Low-income Central American immigrant mothers' goals and their children's classroom competencies in preschool
Unlike other Latino groups, there is little information about the early socialization of children from Central American (CA) immigrant families. This study examined CA immigrant mothers' short-term goals and the implications of these goals for children's behavior in preschool. A total of 47 low-income mothers described their goals for their children's behavior at home/with family and at school. Nearly all mothers described relatedness-oriented goals for their children at home and at school. Mothers emphasized autonomy-oriented goals predominantly for the school context. Mothers' emphases on certain goals in the home, but not goals for school, predicted teacher reports of children's social cooperation and approaches to learning in the classroom. Practice or Policy: Educators should be aware that relatedness-oriented goals are highly salient for CA immigrant parents. Immigrant parents might benefit from more information regarding the general goals of preschool. Educators should encourage mothers to set multiple early goals for their children, including learning-related goals for home. Educators and CA immigrant parents may support home-school continuity for children through mutual understanding of goals and values. (author abstract)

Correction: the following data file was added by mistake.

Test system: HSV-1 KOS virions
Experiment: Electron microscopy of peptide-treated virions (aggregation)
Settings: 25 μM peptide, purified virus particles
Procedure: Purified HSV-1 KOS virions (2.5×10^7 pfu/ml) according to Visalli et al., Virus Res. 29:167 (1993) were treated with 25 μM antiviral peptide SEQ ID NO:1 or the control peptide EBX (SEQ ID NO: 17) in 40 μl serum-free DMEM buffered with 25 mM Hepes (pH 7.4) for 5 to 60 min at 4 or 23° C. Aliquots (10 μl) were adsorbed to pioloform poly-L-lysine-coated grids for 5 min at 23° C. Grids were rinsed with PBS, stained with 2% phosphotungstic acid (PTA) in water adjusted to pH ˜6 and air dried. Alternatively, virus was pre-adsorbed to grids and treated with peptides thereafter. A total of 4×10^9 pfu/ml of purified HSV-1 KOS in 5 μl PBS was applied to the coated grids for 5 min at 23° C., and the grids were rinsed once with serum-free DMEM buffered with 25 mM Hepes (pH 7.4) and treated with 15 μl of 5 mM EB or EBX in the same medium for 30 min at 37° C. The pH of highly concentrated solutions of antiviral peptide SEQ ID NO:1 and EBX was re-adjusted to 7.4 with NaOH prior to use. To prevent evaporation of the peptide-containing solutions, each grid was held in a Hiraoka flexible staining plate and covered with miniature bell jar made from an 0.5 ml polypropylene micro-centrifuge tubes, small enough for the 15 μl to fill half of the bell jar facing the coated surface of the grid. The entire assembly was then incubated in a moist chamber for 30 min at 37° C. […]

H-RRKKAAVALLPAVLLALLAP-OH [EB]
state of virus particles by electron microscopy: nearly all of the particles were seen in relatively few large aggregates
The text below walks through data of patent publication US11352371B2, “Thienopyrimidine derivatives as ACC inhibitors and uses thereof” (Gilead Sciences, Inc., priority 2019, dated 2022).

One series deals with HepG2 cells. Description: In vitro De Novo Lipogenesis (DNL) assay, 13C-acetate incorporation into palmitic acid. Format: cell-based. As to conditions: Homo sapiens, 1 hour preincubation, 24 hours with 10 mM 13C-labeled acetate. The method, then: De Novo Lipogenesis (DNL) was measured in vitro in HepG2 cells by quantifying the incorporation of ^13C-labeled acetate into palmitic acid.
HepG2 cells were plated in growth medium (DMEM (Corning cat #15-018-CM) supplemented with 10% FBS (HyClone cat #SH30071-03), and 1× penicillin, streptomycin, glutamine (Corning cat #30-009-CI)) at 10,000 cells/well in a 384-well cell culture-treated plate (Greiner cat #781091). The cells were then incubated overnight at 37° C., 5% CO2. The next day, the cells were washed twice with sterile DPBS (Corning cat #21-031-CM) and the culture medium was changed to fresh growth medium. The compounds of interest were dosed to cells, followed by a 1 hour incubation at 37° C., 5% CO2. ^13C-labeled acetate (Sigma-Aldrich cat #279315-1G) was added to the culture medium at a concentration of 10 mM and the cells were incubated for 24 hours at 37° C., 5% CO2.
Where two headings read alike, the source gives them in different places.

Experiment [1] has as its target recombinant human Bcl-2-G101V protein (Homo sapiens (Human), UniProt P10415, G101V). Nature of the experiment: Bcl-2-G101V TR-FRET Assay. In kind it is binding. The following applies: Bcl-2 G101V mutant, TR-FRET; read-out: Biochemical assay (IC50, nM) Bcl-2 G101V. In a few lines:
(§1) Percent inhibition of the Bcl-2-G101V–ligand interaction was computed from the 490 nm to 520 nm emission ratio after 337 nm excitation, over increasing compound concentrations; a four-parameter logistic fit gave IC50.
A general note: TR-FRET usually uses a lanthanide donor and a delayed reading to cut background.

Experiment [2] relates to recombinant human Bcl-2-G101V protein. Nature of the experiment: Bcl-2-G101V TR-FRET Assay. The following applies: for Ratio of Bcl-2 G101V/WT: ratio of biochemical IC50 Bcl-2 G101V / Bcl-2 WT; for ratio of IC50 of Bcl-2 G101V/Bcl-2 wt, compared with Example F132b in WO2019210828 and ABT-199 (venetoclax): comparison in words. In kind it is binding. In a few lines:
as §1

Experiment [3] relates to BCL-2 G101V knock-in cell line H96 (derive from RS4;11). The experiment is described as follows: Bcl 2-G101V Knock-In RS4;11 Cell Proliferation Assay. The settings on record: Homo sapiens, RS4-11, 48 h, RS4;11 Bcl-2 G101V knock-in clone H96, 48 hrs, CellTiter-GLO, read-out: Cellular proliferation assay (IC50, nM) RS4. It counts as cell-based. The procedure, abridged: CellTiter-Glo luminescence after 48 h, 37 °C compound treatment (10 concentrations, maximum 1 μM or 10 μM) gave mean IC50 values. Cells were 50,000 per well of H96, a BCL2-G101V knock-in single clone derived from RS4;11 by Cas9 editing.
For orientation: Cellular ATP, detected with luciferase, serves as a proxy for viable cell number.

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Socialization for Learning: Examining Pathways from Mothers' Socialization Goals to Children's Classroom Competencies in Central American Immigrant Families
Administration for Children and Families/OPRE Projects